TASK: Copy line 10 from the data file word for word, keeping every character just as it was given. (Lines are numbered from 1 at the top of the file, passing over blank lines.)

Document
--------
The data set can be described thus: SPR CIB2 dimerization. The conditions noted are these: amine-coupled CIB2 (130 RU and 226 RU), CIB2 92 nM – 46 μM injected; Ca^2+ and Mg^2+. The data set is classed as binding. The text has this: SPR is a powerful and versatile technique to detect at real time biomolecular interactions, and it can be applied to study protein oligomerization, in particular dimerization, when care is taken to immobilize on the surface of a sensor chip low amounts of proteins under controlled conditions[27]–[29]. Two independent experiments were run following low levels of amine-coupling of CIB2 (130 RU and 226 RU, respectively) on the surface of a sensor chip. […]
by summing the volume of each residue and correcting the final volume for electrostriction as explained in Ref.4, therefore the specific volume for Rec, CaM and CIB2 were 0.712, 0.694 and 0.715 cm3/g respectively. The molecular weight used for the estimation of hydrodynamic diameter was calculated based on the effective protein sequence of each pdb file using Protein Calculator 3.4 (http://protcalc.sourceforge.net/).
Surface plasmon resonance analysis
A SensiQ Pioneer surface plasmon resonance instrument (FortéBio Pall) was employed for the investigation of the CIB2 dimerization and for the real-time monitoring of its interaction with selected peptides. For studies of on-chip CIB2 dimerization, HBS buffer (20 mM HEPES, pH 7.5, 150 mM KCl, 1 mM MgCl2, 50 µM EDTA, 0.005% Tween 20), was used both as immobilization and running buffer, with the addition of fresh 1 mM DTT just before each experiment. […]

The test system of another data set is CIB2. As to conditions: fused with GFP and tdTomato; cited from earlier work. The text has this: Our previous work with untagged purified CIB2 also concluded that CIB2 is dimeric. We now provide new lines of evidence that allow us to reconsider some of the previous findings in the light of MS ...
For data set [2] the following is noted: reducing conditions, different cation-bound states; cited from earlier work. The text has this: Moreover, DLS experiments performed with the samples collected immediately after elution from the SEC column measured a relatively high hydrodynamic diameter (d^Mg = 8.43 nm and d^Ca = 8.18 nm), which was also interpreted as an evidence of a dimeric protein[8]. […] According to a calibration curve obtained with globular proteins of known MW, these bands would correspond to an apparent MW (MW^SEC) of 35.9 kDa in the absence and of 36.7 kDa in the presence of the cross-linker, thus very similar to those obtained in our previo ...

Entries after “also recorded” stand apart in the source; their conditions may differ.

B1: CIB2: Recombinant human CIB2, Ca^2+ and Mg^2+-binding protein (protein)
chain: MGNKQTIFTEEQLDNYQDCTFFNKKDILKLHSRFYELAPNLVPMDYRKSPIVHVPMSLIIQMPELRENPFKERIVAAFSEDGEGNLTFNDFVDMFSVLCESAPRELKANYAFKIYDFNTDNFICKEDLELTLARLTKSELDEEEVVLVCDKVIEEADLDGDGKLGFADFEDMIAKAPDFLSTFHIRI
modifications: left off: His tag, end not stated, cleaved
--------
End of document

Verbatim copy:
modifications: left off: His tag, end not stated, cleaved